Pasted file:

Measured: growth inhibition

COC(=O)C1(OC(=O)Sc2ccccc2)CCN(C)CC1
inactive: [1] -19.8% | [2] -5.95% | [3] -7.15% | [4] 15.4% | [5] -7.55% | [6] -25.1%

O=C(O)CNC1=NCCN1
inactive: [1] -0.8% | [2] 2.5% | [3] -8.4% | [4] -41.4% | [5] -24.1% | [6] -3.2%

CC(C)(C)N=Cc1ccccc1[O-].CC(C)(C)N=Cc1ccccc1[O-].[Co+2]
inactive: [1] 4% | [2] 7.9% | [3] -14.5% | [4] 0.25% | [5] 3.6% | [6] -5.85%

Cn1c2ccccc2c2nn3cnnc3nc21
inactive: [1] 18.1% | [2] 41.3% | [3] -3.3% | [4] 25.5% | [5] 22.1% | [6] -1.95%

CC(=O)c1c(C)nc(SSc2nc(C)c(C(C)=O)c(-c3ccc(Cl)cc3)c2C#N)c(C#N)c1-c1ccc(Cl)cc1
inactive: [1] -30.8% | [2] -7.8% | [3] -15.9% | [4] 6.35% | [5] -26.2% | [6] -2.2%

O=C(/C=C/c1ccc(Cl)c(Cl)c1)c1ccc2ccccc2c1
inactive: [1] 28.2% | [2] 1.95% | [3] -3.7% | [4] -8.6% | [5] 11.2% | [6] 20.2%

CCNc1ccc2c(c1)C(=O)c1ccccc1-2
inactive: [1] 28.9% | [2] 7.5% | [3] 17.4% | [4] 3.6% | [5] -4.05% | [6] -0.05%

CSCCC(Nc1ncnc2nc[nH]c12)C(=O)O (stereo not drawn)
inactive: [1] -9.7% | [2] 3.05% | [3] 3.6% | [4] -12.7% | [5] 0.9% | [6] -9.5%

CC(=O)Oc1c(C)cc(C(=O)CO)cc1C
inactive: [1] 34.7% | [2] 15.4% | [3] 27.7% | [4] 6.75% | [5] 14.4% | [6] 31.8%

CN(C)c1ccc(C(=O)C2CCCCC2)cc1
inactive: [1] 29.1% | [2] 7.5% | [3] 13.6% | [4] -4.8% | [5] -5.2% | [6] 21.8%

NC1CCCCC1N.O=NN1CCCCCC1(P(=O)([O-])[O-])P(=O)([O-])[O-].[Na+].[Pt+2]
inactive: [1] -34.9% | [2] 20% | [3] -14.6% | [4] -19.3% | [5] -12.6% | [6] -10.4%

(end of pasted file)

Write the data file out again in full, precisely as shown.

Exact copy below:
Measured: growth inhibition

COC(=O)C1(OC(=O)Sc2ccccc2)CCN(C)CC1
inactive: [1] -19.8% | [2] -5.95% | [3] -7.15% | [4] 15.4% | [5] -7.55% | [6] -25.1%

O=C(O)CNC1=NCCN1
inactive: [1] -0.8% | [2] 2.5% | [3] -8.4% | [4] -41.4% | [5] -24.1% | [6] -3.2%

CC(C)(C)N=Cc1ccccc1[O-].CC(C)(C)N=Cc1ccccc1[O-].[Co+2]
inactive: [1] 4% | [2] 7.9% | [3] -14.5% | [4] 0.25% | [5] 3.6% | [6] -5.85%

Cn1c2ccccc2c2nn3cnnc3nc21
inactive: [1] 18.1% | [2] 41.3% | [3] -3.3% | [4] 25.5% | [5] 22.1% | [6] -1.95%

CC(=O)c1c(C)nc(SSc2nc(C)c(C(C)=O)c(-c3ccc(Cl)cc3)c2C#N)c(C#N)c1-c1ccc(Cl)cc1
inactive: [1] -30.8% | [2] -7.8% | [3] -15.9% | [4] 6.35% | [5] -26.2% | [6] -2.2%

O=C(/C=C/c1ccc(Cl)c(Cl)c1)c1ccc2ccccc2c1
inactive: [1] 28.2% | [2] 1.95% | [3] -3.7% | [4] -8.6% | [5] 11.2% | [6] 20.2%

CCNc1ccc2c(c1)C(=O)c1ccccc1-2
inactive: [1] 28.9% | [2] 7.5% | [3] 17.4% | [4] 3.6% | [5] -4.05% | [6] -0.05%

CSCCC(Nc1ncnc2nc[nH]c12)C(=O)O (stereo not drawn)
inactive: [1] -9.7% | [2] 3.05% | [3] 3.6% | [4] -12.7% | [5] 0.9% | [6] -9.5%

CC(=O)Oc1c(C)cc(C(=O)CO)cc1C
inactive: [1] 34.7% | [2] 15.4% | [3] 27.7% | [4] 6.75% | [5] 14.4% | [6] 31.8%

CN(C)c1ccc(C(=O)C2CCCCC2)cc1
inactive: [1] 29.1% | [2] 7.5% | [3] 13.6% | [4] -4.8% | [5] -5.2% | [6] 21.8%

NC1CCCCC1N.O=NN1CCCCCC1(P(=O)([O-])[O-])P(=O)([O-])[O-].[Na+].[Pt+2]
inactive: [1] -34.9% | [2] 20% | [3] -14.6% | [4] -19.3% | [5] -12.6% | [6] -10.4%